Most ink companies will special mix and match inks to color samples provided.
Once someone develops a formula it should be easy for others to duplicate.
Your printer should be able to take care of this for you.
If you are just looking for a close match, I go to Photoshop. Double click on your color swatch in the toolbar. Color chart
( they call it color picker) will come up, enter your color values in the CMYK boxes, then click on the custom bar. This will open up another box,where on it shows the closest PMS color which in your case is PMS 349. Click back on the Picker button and it takes you back to the previous box and shows PMS 349's CMYK build which is C-97 / M-35 / Y-100 / K-32.
It is not exact, but it comes real close. Your Graphics person should be able to do this easily for you. Pantone also has a PMS book that has the cross reference for major pantone colors. Hope you can understand my instructions, hard to put on paper sometimes what the brain is thinking. Ken
They make a designer series pantone book which has a ton of the different colors and gives the CMYK build to it. It does not give you a PMS number but it will show you what the color really looks like if your monitor is not ICC profiled. The other book is a PMS bridge. That will give you the cmyk version of the PMS color. Most cases the match is terrible especially with inks that are Reflex blue and orange.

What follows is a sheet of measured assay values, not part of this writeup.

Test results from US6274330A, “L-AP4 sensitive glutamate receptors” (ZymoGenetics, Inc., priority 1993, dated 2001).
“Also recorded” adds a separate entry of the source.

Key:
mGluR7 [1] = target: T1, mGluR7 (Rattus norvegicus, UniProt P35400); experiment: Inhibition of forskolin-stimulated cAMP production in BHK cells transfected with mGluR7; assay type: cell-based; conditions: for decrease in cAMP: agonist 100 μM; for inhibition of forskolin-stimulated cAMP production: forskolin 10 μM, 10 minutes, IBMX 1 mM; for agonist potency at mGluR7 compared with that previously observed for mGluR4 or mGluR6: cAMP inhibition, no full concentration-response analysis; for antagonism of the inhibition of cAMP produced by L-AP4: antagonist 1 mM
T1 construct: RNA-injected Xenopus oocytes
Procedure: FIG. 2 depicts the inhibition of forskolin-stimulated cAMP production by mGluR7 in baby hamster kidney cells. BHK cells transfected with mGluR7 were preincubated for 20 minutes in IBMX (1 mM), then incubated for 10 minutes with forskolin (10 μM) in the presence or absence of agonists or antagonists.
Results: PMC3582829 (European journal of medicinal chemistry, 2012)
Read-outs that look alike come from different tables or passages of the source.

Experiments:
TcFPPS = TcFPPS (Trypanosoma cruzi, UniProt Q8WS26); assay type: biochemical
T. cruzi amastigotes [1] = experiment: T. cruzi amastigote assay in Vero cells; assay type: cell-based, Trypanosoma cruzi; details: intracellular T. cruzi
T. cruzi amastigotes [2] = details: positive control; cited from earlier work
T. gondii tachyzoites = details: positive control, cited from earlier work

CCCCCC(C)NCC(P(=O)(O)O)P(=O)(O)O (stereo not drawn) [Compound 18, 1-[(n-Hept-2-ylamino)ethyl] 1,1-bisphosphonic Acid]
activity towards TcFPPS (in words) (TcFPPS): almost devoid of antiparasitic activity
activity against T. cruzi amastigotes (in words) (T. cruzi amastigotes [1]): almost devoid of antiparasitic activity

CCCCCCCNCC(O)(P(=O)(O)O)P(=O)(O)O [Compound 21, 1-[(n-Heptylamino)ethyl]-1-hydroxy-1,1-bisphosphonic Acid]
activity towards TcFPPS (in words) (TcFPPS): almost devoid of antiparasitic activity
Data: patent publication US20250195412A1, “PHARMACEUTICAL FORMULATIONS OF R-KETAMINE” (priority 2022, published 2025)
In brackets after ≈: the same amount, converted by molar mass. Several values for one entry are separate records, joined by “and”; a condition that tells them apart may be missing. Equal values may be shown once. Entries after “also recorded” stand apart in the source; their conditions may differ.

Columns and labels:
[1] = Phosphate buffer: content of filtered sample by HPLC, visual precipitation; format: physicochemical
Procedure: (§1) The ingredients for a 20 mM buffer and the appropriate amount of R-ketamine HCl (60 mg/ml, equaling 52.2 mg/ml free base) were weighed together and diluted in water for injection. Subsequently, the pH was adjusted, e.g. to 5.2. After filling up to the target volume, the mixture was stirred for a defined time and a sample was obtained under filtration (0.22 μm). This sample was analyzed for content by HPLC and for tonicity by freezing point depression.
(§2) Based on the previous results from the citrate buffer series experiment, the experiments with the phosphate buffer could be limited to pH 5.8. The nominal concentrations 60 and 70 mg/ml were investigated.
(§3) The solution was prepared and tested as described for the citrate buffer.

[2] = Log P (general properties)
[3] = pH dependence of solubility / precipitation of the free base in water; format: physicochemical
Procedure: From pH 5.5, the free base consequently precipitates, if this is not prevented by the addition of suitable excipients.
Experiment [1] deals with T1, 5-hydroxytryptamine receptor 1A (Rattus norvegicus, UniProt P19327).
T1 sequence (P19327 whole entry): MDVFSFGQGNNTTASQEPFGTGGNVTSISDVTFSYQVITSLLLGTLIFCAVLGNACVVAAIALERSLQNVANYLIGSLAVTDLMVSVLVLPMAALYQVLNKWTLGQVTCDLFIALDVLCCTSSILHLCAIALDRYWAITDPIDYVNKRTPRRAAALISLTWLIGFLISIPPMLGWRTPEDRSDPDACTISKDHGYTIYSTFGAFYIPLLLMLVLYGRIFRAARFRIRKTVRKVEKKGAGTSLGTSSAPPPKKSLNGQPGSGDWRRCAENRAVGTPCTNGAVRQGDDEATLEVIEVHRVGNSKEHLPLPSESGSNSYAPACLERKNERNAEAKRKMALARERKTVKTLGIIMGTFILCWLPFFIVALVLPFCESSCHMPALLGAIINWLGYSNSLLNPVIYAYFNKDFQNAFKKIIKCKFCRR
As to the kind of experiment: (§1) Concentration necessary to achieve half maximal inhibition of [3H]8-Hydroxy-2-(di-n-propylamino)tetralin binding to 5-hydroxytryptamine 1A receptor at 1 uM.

I happen to use the free Pantone application called "myPantone Pallets"
myPANTONE™ palettes software provides innovative tools for creating, managing and sharing user-defined and PANTONE-identified color palettes. Features an eye-dropper for picking desktop colors, color harmonies, auto-generating palettes from imported images and the ability to save, print and also share palettes through the myPANTONE online community.